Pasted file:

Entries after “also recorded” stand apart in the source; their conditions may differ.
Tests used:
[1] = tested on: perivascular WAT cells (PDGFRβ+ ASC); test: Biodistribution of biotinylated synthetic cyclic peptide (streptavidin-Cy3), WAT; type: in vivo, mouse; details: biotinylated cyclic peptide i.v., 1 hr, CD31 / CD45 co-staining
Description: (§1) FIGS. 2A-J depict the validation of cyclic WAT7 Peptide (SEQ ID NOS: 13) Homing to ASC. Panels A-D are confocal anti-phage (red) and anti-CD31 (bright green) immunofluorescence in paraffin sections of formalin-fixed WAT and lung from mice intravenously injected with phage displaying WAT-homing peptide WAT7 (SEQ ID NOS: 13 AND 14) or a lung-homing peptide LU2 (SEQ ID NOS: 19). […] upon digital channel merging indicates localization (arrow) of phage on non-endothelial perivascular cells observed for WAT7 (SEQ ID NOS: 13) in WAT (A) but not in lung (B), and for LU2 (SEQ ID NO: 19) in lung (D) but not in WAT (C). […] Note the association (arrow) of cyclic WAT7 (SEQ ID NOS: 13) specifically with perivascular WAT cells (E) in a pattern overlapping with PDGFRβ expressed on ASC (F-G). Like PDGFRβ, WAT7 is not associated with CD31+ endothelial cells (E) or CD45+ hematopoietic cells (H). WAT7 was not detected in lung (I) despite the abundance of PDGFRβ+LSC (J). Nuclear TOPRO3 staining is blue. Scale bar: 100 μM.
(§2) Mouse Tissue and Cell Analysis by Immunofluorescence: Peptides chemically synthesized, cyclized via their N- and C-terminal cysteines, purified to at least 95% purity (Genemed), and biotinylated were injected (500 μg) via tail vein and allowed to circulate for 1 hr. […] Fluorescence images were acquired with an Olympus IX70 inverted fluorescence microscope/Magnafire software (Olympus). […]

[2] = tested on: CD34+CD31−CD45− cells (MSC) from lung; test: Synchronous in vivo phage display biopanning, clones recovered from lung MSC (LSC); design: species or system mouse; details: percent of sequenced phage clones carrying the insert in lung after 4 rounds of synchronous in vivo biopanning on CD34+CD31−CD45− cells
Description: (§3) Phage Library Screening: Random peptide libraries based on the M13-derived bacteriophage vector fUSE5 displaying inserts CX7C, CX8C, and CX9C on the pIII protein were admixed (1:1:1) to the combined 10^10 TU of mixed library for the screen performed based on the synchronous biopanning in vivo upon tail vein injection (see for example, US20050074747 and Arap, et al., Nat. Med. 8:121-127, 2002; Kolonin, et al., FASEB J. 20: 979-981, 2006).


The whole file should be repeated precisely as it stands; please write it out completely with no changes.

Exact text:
Entries after “also recorded” stand apart in the source; their conditions may differ.
Tests used:
[1] = tested on: perivascular WAT cells (PDGFRβ+ ASC); test: Biodistribution of biotinylated synthetic cyclic peptide (streptavidin-Cy3), WAT; type: in vivo, mouse; details: biotinylated cyclic peptide i.v., 1 hr, CD31 / CD45 co-staining
Description: (§1) FIGS. 2A-J depict the validation of cyclic WAT7 Peptide (SEQ ID NOS: 13) Homing to ASC. Panels A-D are confocal anti-phage (red) and anti-CD31 (bright green) immunofluorescence in paraffin sections of formalin-fixed WAT and lung from mice intravenously injected with phage displaying WAT-homing peptide WAT7 (SEQ ID NOS: 13 AND 14) or a lung-homing peptide LU2 (SEQ ID NOS: 19). […] upon digital channel merging indicates localization (arrow) of phage on non-endothelial perivascular cells observed for WAT7 (SEQ ID NOS: 13) in WAT (A) but not in lung (B), and for LU2 (SEQ ID NO: 19) in lung (D) but not in WAT (C). […] Note the association (arrow) of cyclic WAT7 (SEQ ID NOS: 13) specifically with perivascular WAT cells (E) in a pattern overlapping with PDGFRβ expressed on ASC (F-G). Like PDGFRβ, WAT7 is not associated with CD31+ endothelial cells (E) or CD45+ hematopoietic cells (H). WAT7 was not detected in lung (I) despite the abundance of PDGFRβ+LSC (J). Nuclear TOPRO3 staining is blue. Scale bar: 100 μM.
(§2) Mouse Tissue and Cell Analysis by Immunofluorescence: Peptides chemically synthesized, cyclized via their N- and C-terminal cysteines, purified to at least 95% purity (Genemed), and biotinylated were injected (500 μg) via tail vein and allowed to circulate for 1 hr. […] Fluorescence images were acquired with an Olympus IX70 inverted fluorescence microscope/Magnafire software (Olympus). […]

[2] = tested on: CD34+CD31−CD45− cells (MSC) from lung; test: Synchronous in vivo phage display biopanning, clones recovered from lung MSC (LSC); design: species or system mouse; details: percent of sequenced phage clones carrying the insert in lung after 4 rounds of synchronous in vivo biopanning on CD34+CD31−CD45− cells
Description: (§3) Phage Library Screening: Random peptide libraries based on the M13-derived bacteriophage vector fUSE5 displaying inserts CX7C, CX8C, and CX9C on the pIII protein were admixed (1:1:1) to the combined 10^10 TU of mixed library for the screen performed based on the synchronous biopanning in vivo upon tail vein injection (see for example, US20050074747 and Arap, et al., Nat. Med. 8:121-127, 2002; Kolonin, et al., FASEB J. 20: 979-981, 2006).